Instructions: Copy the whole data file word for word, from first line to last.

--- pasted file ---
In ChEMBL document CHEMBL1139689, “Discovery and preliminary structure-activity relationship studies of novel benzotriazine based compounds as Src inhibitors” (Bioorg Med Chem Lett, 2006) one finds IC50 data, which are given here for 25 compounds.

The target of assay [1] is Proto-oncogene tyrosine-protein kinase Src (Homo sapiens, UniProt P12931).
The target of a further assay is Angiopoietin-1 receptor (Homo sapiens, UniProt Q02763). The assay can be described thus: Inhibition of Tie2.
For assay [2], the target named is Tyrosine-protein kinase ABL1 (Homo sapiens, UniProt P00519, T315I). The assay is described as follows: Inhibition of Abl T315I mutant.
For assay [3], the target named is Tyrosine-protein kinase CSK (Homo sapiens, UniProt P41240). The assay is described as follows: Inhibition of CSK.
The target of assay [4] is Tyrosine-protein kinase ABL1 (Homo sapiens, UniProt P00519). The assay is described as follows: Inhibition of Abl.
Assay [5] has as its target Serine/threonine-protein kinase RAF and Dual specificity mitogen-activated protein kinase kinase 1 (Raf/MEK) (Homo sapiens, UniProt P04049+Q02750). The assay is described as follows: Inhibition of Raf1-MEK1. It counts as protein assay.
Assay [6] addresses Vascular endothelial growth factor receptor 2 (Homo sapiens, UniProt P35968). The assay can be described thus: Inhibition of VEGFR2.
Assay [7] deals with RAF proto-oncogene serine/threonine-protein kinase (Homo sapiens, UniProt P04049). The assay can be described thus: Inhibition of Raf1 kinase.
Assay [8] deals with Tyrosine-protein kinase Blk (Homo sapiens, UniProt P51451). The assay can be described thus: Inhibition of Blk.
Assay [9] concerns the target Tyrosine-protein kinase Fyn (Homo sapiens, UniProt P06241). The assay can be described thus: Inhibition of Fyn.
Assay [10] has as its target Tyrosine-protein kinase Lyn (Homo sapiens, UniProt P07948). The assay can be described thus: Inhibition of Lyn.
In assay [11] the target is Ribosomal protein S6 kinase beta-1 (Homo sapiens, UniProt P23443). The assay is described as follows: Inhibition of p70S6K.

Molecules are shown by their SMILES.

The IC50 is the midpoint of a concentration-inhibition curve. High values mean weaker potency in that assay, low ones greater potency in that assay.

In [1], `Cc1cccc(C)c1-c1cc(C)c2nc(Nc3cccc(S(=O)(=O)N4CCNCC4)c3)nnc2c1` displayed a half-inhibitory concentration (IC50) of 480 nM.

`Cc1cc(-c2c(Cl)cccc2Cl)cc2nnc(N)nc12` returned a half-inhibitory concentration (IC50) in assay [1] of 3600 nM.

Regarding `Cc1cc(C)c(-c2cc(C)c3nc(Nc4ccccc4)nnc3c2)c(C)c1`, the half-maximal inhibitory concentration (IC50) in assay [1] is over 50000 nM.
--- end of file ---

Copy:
In ChEMBL document CHEMBL1139689, “Discovery and preliminary structure-activity relationship studies of novel benzotriazine based compounds as Src inhibitors” (Bioorg Med Chem Lett, 2006) one finds IC50 data, which are given here for 25 compounds.

The target of assay [1] is Proto-oncogene tyrosine-protein kinase Src (Homo sapiens, UniProt P12931).
The target of a further assay is Angiopoietin-1 receptor (Homo sapiens, UniProt Q02763). The assay can be described thus: Inhibition of Tie2.
For assay [2], the target named is Tyrosine-protein kinase ABL1 (Homo sapiens, UniProt P00519, T315I). The assay is described as follows: Inhibition of Abl T315I mutant.
For assay [3], the target named is Tyrosine-protein kinase CSK (Homo sapiens, UniProt P41240). The assay is described as follows: Inhibition of CSK.
The target of assay [4] is Tyrosine-protein kinase ABL1 (Homo sapiens, UniProt P00519). The assay is described as follows: Inhibition of Abl.
Assay [5] has as its target Serine/threonine-protein kinase RAF and Dual specificity mitogen-activated protein kinase kinase 1 (Raf/MEK) (Homo sapiens, UniProt P04049+Q02750). The assay is described as follows: Inhibition of Raf1-MEK1. It counts as protein assay.
Assay [6] addresses Vascular endothelial growth factor receptor 2 (Homo sapiens, UniProt P35968). The assay can be described thus: Inhibition of VEGFR2.
Assay [7] deals with RAF proto-oncogene serine/threonine-protein kinase (Homo sapiens, UniProt P04049). The assay can be described thus: Inhibition of Raf1 kinase.
Assay [8] deals with Tyrosine-protein kinase Blk (Homo sapiens, UniProt P51451). The assay can be described thus: Inhibition of Blk.
Assay [9] concerns the target Tyrosine-protein kinase Fyn (Homo sapiens, UniProt P06241). The assay can be described thus: Inhibition of Fyn.
Assay [10] has as its target Tyrosine-protein kinase Lyn (Homo sapiens, UniProt P07948). The assay can be described thus: Inhibition of Lyn.
In assay [11] the target is Ribosomal protein S6 kinase beta-1 (Homo sapiens, UniProt P23443). The assay is described as follows: Inhibition of p70S6K.

Molecules are shown by their SMILES.

The IC50 is the midpoint of a concentration-inhibition curve. High values mean weaker potency in that assay, low ones greater potency in that assay.

In [1], `Cc1cccc(C)c1-c1cc(C)c2nc(Nc3cccc(S(=O)(=O)N4CCNCC4)c3)nnc2c1` displayed a half-inhibitory concentration (IC50) of 480 nM.

`Cc1cc(-c2c(Cl)cccc2Cl)cc2nnc(N)nc12` returned a half-inhibitory concentration (IC50) in assay [1] of 3600 nM.

Regarding `Cc1cc(C)c(-c2cc(C)c3nc(Nc4ccccc4)nnc3c2)c(C)c1`, the half-maximal inhibitory concentration (IC50) in assay [1] is over 50000 nM.